Thursday, May 15, 2008

Another Theory of the Evolution of Language: Peter F. MacNeilage on the Origin of Speech

There is a new book in the Oxford „Studies in the Evolution of Language“ Series by Peter F. MacNeilage, a professor of psychology at the University of Texas at Austin, called quite simply, “The Origin of Speech.”

MacNeilage advances something he calls the Frame/Content Theory of vocal communication: It poses that

segmental ‘‘content’’ elements are placed into syllable-structure ‘‘frames.’’“ (MacNeilage 2008: 57).

Taking evidence form speech errors, MacNeilage assumes that frame, “the continual rhythmic alternation between an open and closed mouth” (MacNeilage 1998), and content (the actual vowels and consonants) are two fundamentally different mechanisms included in speech.

He proposes

“that in both evolution and in development, frames come first and content later.” (MacNeilage 2008: 58)

So here’s his account of how the evolution of language took place:

"As I reconstruct the process, motor frames for speech evolved from mandibular cyclicities [i.e. the movements made when ingesting food, such as chewing] via an intermediate stage of visuofacial communicative smacks [i.e. the kind of communicative lipsmacks found in non-human primates], which eventually became paired with phonation to form protosyllables. These protosyllables initially filled a vocal-grooming role. They proved effective because they made for the omnidirectional transmission of a standard communicative signal, readily extended across time, and with sharp acoustic alternations between closed and open states of suffcient complexity to sustain a listener’s interest. At some point, one of the limited sets of protosyllabic forms – a nasalized variant –became paired with a female parental concept, resulting in the form [mama]. This was a social invention—and a momentous one. It paved the way for a series of similar single events linking, one by one, additional items at two hitherto unrelated levels of function – concepts and sound patterns. Once this invention got from the infant – parent matrix into broader society, subsequent concept – sound pairings for new words got established by cultural agreement, and the history of these agreements got passed along to successive generations of language users. This led to the one-word stage of true language, which is as far as the F/C theory goes (MacNeilage 2008: 293)"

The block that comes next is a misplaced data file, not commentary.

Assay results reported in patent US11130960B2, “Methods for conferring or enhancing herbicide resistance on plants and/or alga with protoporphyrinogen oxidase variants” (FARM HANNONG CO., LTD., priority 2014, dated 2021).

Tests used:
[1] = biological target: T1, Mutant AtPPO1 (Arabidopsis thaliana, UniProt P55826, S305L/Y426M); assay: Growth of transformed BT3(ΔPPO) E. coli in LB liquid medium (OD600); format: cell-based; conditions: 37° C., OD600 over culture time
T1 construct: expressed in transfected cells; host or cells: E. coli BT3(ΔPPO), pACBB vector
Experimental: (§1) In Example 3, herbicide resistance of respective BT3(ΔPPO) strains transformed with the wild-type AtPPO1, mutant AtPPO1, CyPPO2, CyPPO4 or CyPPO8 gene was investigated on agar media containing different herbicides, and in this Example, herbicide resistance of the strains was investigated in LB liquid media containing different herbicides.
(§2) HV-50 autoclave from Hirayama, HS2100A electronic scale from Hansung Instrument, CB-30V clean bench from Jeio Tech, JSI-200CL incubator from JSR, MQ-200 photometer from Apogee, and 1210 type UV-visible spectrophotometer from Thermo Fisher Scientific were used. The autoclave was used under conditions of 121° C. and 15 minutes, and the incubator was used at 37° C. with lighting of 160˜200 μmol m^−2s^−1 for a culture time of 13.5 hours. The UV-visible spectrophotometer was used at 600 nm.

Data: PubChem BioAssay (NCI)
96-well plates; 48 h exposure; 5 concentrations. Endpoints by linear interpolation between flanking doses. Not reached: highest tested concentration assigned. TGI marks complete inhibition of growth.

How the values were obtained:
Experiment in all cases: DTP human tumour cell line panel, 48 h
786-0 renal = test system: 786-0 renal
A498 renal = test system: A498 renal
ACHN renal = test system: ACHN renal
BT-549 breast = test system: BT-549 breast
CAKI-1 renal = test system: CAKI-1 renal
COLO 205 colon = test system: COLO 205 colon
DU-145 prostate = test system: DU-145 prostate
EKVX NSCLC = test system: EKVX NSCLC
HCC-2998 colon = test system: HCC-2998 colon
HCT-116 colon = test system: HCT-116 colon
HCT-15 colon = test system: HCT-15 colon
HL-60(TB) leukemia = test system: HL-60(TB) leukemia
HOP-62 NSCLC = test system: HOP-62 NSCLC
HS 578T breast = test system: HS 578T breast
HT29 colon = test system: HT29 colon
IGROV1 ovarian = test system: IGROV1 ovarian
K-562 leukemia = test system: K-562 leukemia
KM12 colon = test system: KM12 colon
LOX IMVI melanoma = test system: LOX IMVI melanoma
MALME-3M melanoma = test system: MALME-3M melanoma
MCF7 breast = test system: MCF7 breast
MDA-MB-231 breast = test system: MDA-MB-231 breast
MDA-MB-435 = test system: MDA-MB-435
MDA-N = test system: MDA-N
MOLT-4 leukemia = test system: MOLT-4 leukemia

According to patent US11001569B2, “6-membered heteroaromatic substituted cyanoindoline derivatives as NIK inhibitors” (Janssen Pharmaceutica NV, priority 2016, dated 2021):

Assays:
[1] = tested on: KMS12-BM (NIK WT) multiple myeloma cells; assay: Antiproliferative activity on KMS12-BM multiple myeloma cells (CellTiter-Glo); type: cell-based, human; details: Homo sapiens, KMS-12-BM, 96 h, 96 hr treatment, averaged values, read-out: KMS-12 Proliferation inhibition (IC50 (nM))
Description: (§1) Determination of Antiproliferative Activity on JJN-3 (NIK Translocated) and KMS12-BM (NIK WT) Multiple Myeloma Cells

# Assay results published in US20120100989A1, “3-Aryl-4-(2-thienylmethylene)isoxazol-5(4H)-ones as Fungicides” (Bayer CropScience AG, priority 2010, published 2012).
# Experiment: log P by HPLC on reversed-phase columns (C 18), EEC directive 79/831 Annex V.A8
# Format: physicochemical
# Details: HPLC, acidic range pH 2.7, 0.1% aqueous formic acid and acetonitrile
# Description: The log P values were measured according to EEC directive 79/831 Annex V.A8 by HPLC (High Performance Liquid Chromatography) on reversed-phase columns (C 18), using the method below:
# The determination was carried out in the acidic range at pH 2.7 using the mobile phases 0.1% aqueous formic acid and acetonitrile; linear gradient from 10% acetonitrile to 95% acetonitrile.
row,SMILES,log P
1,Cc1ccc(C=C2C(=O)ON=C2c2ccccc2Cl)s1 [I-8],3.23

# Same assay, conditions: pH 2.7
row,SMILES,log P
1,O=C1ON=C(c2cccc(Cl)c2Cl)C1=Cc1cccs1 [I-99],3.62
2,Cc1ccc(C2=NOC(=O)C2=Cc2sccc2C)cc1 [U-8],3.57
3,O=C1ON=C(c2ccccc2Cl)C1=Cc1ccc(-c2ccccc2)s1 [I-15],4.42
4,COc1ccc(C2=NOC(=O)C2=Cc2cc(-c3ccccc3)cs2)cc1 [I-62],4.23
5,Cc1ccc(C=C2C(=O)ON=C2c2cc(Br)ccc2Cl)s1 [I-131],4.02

To me this sounds like another of these „just so“ stories, which I though we’d been over by now. However, the framework surely doesn’t rise or fall with the fairytale part, and I don’t know enough about the book and about phonology in general to judge its validity. The parts that I’ve read, for example his discussion of the genetic underpinnings of language, including the FOXP2 gene, are really interesting. People interested in the motoric, neural and phonological/phonetics aspects of language should check out the book, there’s a lot of cool stuff in there.

For instance, I didn’t know that there is a “phonological loop” in short-time memory”/ “working memory” – which is "some kind of temporary storage of information [...] necessary for performing a wide range of cognitive skills including comprehension, learning and reasoning" (Baddeley 1995: 755) which organizes linguistic input and output and controls articulation. MacNeilage follows the proposal of Alan Baddely, a leading researcher in the area of short-time memor, who proposes that the “phonological loop”:

"has evolved, probably from more basic auditory and verbal production mechanisms, as a device for language acquisition’’ (Baddeley, 1995: 762)
Both see it as a central system in language evolution, because it allows

  1. for the comparison of the production attempt and target representation, which for example, may be important in world learning.